According to a recent study, individuals carrying the APOE e4 gene, which is known to increase the risk of Alzheimer’s disease, are more likely to experience a decline in their ability to detect scents as they age.
The study, conducted by experts at the University of Chicago in the US, found individuals with the APOE e4 gene started to lose their sense of smell between the ages of 65 and 69.
On a scale of zero to six, measuring the number of odours they could identify, gene carriers at this age could detect an average of 3.2 smells, compared to 3.9 smells for those without the gene.
As the gene carriers reached the age of 75 to 79, their ability to identify scents became increasingly challenging. Furthermore, their sense of smell declined at a faster rate than those without the gene.
Surprisingly, thinking and memory skills were comparable between the two groups, but the gene carriers experienced a more rapid decline in their cognitive abilities over time, as expected by the researchers.
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Dr Matthew GoodSmith, the lead researcher, said: “Testing a person’s ability to detect odours may be a useful way to predict future problems with cognition.
“While more research is needed to confirm these findings and determine what level of smell loss would predict future risk, these results could be promising, especially in studies aiming to identify people at risk for dementia early in the disease.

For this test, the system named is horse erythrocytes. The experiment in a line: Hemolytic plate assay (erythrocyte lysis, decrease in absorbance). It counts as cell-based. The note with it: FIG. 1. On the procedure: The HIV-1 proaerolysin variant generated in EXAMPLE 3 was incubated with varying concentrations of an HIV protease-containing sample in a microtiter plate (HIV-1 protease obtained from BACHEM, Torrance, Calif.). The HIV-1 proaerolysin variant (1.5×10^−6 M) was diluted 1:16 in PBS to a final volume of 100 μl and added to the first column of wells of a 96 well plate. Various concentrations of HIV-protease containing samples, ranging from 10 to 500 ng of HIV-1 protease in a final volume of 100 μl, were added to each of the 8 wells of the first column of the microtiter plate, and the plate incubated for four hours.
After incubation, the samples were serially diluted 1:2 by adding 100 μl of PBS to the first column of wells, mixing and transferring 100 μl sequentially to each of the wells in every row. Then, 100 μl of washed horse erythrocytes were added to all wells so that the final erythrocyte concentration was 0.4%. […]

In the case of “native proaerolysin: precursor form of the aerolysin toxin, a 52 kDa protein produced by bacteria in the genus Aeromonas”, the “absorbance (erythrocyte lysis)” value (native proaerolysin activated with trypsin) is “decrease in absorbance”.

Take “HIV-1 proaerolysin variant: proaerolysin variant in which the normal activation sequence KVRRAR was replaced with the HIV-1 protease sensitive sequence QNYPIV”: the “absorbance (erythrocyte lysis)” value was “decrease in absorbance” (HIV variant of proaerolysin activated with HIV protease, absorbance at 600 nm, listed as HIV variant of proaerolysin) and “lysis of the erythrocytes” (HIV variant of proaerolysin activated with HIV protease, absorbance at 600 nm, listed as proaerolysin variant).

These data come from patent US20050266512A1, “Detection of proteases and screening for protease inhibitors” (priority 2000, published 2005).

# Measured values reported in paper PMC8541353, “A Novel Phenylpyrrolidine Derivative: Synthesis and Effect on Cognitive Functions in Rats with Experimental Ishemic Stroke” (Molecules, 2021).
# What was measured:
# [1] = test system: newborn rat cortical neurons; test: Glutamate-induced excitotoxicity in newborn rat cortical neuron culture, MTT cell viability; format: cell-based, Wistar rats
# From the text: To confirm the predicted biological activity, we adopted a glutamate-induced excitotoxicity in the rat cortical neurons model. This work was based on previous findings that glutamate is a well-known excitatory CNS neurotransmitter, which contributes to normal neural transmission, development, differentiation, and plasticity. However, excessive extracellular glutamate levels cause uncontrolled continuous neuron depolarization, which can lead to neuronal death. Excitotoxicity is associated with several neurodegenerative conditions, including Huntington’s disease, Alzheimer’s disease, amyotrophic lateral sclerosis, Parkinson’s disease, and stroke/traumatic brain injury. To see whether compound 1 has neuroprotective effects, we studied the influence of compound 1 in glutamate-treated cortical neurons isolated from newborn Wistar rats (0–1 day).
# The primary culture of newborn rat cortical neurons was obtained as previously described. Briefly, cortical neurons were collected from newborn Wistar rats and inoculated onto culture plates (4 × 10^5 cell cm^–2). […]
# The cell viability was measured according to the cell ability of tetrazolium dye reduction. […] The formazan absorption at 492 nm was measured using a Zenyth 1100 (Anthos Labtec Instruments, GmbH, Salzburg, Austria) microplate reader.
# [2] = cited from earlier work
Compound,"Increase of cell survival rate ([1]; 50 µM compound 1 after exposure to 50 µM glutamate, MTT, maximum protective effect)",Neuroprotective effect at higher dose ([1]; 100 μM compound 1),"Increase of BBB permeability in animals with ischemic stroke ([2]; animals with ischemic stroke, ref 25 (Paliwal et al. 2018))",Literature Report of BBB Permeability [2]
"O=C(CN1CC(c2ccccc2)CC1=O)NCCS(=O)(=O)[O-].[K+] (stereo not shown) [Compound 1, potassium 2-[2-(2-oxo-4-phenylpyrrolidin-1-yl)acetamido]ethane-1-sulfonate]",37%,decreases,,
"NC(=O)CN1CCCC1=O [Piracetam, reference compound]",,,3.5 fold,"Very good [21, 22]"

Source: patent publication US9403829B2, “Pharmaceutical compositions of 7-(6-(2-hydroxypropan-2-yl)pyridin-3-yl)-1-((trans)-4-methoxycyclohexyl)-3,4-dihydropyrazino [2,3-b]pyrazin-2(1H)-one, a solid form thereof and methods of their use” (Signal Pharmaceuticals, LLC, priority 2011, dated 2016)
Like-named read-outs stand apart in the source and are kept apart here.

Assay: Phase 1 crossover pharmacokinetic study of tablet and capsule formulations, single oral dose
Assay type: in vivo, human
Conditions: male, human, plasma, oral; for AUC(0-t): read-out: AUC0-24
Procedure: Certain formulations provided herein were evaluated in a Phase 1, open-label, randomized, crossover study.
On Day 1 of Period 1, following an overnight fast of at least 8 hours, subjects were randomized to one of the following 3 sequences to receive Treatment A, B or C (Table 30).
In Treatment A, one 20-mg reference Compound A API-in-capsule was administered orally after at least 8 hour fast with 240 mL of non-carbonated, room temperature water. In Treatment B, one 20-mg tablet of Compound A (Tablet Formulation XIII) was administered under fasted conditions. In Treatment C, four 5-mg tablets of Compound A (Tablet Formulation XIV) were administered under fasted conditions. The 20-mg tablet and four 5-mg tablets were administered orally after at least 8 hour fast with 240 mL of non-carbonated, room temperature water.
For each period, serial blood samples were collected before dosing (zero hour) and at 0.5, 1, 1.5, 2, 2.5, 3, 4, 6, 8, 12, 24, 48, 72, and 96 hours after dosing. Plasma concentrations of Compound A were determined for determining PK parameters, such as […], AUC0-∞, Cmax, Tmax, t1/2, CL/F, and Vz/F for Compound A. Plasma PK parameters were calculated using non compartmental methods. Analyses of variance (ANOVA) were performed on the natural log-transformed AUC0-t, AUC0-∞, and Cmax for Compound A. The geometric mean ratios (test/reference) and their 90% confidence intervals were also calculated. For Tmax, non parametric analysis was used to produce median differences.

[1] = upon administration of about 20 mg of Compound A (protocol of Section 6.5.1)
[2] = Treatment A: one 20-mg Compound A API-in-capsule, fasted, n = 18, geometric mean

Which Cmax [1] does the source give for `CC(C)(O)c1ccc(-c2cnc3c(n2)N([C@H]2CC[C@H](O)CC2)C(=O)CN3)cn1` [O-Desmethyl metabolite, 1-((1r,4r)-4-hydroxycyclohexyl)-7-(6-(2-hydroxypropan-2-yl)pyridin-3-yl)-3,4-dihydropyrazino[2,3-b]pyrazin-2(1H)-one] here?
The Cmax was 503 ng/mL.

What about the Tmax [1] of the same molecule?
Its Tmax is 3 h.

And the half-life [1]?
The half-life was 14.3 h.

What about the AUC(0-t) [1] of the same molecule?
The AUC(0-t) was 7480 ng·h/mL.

“Identifying the mechanisms underlying these relationships will help us understand the role of smell in neurodegeneration.”
To conduct the study, the research team assessed how well participants could detect an odour as well as their capacity to identify specific scents.
Additionally, DNA samples were collected to identify individuals carrying the APOE e4 gene associated with Alzheimer’s risk. Over a span of five years, the participants completed surveys at home, measuring their ability to detect odours and recognise their specific smells. Each test produced a score ranging from zero to six.
In addition to the olfactory assessments, the participants’ thinking and memory skills were evaluated twice, with a five-year gap between tests. The findings of this groundbreaking study were published in the journal Neurology.
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